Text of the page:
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We’re Proposing Parliamentary System Of Gov’t For Benefit of All Nigerians — Rep Chinda

One of the proponents pushing for a shift from the Presidential to a Parliamentary system of government in Nigeria, Representative Kingsley Chinda, has emphasised the…

One of the proponents pushing for a shift from the Presidential to a Parliamentary system of government in Nigeria, Representative Kingsley Chinda, has emphasised the proposal as an indigenous solution tailored to benefit all strata of Nigerian society.

Speaking at an interactive session held in Abuja over the weekend, Chinda responded to criticisms, notably those voiced by Babatunde Fashola, former governor and minister, by affirming the necessity for a homegrown governance model.

He underscored the importance of learning from historical failures, notably the shortcomings of the First Republic, attributing its collapse to factors such as a lack of understanding of the system, tribal and religious divisions, and power struggles between regions and the central government.

Chinda advocated for a more inclusive approach to governance, urging a departure from the current system’s reliance on imported models and a shift towards a system aligned with Nigeria’s cultural and societal realities.

He highlighted the bloated nature of the current governmental structure and its adverse impact on the nation’s development, citing excessive spending on multiple government offices as a hindrance to progress.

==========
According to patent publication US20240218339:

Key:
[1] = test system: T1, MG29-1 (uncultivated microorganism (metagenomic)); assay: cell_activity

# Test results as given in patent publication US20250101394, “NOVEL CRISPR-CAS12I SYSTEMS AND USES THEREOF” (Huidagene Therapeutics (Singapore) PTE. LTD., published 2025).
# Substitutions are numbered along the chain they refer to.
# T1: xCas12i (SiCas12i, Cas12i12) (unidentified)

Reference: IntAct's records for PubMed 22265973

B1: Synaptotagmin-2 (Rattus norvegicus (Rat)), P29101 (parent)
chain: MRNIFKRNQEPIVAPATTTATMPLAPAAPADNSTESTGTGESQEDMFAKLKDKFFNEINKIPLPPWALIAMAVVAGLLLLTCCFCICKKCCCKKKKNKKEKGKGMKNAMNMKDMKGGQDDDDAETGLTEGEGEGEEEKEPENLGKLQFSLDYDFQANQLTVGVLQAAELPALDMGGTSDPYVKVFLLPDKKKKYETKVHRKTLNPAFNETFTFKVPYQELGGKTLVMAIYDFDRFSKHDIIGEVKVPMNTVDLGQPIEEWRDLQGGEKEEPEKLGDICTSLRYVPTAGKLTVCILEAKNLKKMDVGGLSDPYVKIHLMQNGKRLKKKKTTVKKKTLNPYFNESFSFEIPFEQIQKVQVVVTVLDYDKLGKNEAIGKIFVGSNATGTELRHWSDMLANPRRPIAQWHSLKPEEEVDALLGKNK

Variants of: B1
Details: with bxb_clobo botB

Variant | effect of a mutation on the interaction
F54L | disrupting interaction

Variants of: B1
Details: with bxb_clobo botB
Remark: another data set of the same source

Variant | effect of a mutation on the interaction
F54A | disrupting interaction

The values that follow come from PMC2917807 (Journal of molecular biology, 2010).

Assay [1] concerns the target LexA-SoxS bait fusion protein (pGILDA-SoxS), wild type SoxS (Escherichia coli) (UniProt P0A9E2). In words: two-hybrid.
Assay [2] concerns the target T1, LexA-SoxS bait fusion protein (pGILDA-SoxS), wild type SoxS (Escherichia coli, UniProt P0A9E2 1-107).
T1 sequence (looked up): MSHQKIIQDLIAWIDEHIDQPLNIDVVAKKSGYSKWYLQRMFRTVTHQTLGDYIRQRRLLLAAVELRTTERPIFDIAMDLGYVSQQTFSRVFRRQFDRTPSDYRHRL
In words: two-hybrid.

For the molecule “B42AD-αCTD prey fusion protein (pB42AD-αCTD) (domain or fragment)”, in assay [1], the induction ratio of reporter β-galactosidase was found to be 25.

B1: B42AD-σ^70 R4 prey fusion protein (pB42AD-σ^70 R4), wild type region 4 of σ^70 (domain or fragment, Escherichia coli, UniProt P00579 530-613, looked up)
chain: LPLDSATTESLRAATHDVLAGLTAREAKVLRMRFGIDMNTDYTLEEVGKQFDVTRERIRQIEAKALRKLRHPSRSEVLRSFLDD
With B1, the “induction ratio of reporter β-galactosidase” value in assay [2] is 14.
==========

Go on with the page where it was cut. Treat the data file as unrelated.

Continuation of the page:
In proposing a phased transition to a parliamentary system starting from the local government level, he emphasized the potential for significant cost savings and increased accountability.

Responding to concerns about corruption, Chinda acknowledged that no system could eradicate it entirely but argued that a parliamentary system offered better mechanisms for oversight and accountability. He dismissed fears of governmental instability, asserting that the system’s self-cleansing nature would ensure swift removal of corrupt officials. Chinda also affirmed that proponents had thoroughly examined historical documents, including the laws of the First Republic, to inform their proposal, emphasizing the need for a nuanced approach to legislative amendments.

The discussion further touched on former President Obasanjo’s advocacy for an African-grown democratic system, with Chinda emphasizing the need for a Nigerian-centric approach. He stressed the importance of starting the reform process at home before influencing broader African discourse.

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